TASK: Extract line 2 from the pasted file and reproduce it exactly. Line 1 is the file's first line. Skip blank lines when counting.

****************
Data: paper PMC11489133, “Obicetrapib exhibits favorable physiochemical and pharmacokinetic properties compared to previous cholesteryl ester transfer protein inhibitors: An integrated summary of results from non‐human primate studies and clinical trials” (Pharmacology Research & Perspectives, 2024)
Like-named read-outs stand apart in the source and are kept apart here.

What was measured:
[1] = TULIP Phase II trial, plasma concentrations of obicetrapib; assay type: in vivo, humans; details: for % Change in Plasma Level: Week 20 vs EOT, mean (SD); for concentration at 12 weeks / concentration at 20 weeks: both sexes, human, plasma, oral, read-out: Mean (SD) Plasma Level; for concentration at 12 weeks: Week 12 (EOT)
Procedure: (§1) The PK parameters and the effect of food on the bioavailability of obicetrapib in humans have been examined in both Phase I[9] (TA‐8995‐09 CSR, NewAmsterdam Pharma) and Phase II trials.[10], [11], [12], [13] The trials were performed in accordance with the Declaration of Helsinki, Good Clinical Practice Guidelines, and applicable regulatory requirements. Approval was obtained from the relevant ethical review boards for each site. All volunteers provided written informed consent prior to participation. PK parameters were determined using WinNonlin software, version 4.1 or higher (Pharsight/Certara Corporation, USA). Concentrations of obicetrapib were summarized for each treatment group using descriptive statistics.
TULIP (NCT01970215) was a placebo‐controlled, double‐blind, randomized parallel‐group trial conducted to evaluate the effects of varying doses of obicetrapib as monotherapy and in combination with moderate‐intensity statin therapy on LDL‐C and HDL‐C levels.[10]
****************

Like-named read-outs stand apart in the source and are kept apart here.